- On “The Pandemic’s Effect on Gun Violence,” Sarah Burd-Sharps, the Director of Research at Everytown for Gun Safety, shared how her team’s reports help inform policymakers, advocates and experts working on the gun violence crisis and precautions gun owners can take to prevent unintentional shootings during the pandemic.
- “The Data Behind the Pandemic” features Tom Inglesby of the Center for Health Security at the Johns Hopkins Bloomberg School for Public Health in conversation with Dr. Kelly Henning of Bloomberg Philanthropies around how states are looking at data to inform school and office reopenings.
- On “Food First Responders,” World Central Kitchen CEO Nate Mook sat down with Bloomberg Philanthropies Senior Advisor Brynne Craig to discuss how re-opening is shifting the organization’s work to provide meals to those in need during the pandemic.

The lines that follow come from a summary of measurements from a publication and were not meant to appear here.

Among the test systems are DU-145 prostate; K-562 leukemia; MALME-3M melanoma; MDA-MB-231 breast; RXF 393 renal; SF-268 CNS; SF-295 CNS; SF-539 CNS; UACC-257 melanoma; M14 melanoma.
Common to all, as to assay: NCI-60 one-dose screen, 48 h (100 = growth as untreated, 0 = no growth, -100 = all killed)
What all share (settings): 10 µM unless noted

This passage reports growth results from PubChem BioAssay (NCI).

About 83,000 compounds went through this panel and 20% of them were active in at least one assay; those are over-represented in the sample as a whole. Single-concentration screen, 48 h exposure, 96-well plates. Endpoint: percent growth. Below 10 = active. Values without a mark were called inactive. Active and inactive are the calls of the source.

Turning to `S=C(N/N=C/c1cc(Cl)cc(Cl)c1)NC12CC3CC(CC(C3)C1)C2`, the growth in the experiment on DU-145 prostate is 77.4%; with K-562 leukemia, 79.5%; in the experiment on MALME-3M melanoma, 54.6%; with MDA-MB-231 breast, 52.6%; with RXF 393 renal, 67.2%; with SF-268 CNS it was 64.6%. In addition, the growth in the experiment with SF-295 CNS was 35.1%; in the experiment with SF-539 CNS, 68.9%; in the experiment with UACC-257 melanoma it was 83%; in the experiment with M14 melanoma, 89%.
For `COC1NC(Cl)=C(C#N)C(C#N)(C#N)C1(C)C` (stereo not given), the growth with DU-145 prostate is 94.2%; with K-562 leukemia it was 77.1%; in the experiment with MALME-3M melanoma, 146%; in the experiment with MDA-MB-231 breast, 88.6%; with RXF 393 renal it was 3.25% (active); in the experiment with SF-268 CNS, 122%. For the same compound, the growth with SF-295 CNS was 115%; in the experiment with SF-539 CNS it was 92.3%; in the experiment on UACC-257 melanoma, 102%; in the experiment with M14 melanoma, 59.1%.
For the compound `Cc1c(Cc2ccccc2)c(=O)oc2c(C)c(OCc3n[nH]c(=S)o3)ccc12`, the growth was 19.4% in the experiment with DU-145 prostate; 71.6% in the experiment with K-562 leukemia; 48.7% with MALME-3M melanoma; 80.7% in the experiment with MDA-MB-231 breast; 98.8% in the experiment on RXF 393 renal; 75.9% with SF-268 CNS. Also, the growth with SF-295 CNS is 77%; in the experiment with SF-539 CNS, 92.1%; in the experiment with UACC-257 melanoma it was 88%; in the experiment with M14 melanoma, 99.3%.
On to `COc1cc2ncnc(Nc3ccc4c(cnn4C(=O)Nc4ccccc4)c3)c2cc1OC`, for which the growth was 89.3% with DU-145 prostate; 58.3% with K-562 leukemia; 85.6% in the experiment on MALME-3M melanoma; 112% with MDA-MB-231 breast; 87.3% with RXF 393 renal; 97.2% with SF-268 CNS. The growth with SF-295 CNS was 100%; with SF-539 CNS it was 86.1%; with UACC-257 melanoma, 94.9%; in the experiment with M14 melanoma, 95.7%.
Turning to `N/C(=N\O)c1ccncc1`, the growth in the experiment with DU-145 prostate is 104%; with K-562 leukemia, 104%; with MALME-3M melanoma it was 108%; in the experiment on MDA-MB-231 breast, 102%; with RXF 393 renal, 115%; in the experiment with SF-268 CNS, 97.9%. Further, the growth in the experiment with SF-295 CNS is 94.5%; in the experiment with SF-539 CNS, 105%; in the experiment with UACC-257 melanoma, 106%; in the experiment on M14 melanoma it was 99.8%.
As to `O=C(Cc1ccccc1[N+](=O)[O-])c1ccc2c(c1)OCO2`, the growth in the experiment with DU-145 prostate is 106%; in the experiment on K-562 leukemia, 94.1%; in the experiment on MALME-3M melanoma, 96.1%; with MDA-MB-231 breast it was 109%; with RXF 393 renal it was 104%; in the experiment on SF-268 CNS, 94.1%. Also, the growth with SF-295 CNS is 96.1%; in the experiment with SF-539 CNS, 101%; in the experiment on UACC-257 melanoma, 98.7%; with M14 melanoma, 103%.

- “How Helsinki, Finland is Responding to COVID-19” features Mayor Jan Vapaavuori in conversation with Kelly Larson of our public health program about how the city is responding to the coronavirus.
- Michelle King, co-creator of “The Good Wife” and “The Good Fight,” Brooke Kennedy, executive producer of “The Good Wife” and “The Good Fight,” actress Christine Baranski, actor Brian Stokes Mitchell, and Joseph Benincasa, President and CEO of The Actors Fund, joined the podcast to tell us more about how The Actors Fund is helping people in the performing arts and entertainment industries in need on “Lights, Camera…Action?”
- Mayor Yvonne Aki-Sawyerr spoke with public health program lead Dr. Kelly Henning about “How Freetown, Sierra Leone is Responding to COVID-19.”